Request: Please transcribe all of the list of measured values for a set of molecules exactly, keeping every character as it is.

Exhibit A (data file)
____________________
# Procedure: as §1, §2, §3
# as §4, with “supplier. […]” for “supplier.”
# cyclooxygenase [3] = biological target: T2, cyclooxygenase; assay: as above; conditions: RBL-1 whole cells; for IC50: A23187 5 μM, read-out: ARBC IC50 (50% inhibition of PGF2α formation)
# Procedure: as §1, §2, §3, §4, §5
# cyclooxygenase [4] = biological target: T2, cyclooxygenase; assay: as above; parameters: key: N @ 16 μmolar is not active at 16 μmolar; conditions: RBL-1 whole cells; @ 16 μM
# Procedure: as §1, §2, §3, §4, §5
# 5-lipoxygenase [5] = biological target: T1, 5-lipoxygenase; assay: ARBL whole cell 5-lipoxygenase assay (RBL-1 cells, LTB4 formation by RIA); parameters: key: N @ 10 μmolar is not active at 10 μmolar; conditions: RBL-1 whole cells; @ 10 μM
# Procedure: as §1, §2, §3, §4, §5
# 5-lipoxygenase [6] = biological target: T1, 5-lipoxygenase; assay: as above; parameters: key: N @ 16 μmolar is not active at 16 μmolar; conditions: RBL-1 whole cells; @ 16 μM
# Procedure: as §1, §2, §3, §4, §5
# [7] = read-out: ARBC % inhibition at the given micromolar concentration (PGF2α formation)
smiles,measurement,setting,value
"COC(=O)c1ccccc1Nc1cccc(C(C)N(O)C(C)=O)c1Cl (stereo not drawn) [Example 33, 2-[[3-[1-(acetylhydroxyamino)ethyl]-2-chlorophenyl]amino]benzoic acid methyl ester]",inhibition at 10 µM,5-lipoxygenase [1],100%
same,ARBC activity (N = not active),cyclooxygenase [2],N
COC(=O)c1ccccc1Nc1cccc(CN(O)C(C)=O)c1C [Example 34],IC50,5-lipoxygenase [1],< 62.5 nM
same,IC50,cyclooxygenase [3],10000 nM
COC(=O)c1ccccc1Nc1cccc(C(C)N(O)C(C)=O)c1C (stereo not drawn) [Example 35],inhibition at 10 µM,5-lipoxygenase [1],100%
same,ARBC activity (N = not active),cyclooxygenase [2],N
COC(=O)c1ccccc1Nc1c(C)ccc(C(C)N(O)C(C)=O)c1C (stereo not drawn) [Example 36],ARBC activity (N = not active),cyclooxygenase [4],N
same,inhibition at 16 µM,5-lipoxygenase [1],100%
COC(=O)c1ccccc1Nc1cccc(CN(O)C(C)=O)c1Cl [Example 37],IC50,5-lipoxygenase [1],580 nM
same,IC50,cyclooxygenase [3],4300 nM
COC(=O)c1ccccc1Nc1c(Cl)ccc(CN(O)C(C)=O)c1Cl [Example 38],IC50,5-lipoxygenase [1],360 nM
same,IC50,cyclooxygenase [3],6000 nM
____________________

# Procedure: as §1, §2, §3
# as §4, with “supplier. […]” for “supplier.”
# cyclooxygenase [3] = biological target: T2, cyclooxygenase; assay: as above; conditions: RBL-1 whole cells; for IC50: A23187 5 μM, read-out: ARBC IC50 (50% inhibition of PGF2α formation)
# Procedure: as §1, §2, §3, §4, §5
# cyclooxygenase [4] = biological target: T2, cyclooxygenase; assay: as above; parameters: key: N @ 16 μmolar is not active at 16 μmolar; conditions: RBL-1 whole cells; @ 16 μM
# Procedure: as §1, §2, §3, §4, §5
# 5-lipoxygenase [5] = biological target: T1, 5-lipoxygenase; assay: ARBL whole cell 5-lipoxygenase assay (RBL-1 cells, LTB4 formation by RIA); parameters: key: N @ 10 μmolar is not active at 10 μmolar; conditions: RBL-1 whole cells; @ 10 μM
# Procedure: as §1, §2, §3, §4, §5
# 5-lipoxygenase [6] = biological target: T1, 5-lipoxygenase; assay: as above; parameters: key: N @ 16 μmolar is not active at 16 μmolar; conditions: RBL-1 whole cells; @ 16 μM
# Procedure: as §1, §2, §3, §4, §5
# [7] = read-out: ARBC % inhibition at the given micromolar concentration (PGF2α formation)
smiles,measurement,setting,value
"COC(=O)c1ccccc1Nc1cccc(C(C)N(O)C(C)=O)c1Cl (stereo not drawn) [Example 33, 2-[[3-[1-(acetylhydroxyamino)ethyl]-2-chlorophenyl]amino]benzoic acid methyl ester]",inhibition at 10 µM,5-lipoxygenase [1],100%
same,ARBC activity (N = not active),cyclooxygenase [2],N
COC(=O)c1ccccc1Nc1cccc(CN(O)C(C)=O)c1C [Example 34],IC50,5-lipoxygenase [1],< 62.5 nM
same,IC50,cyclooxygenase [3],10000 nM
COC(=O)c1ccccc1Nc1cccc(C(C)N(O)C(C)=O)c1C (stereo not drawn) [Example 35],inhibition at 10 µM,5-lipoxygenase [1],100%
same,ARBC activity (N = not active),cyclooxygenase [2],N
COC(=O)c1ccccc1Nc1c(C)ccc(C(C)N(O)C(C)=O)c1C (stereo not drawn) [Example 36],ARBC activity (N = not active),cyclooxygenase [4],N
same,inhibition at 16 µM,5-lipoxygenase [1],100%
COC(=O)c1ccccc1Nc1cccc(CN(O)C(C)=O)c1Cl [Example 37],IC50,5-lipoxygenase [1],580 nM
same,IC50,cyclooxygenase [3],4300 nM
COC(=O)c1ccccc1Nc1c(Cl)ccc(CN(O)C(C)=O)c1Cl [Example 38],IC50,5-lipoxygenase [1],360 nM
same,IC50,cyclooxygenase [3],6000 nM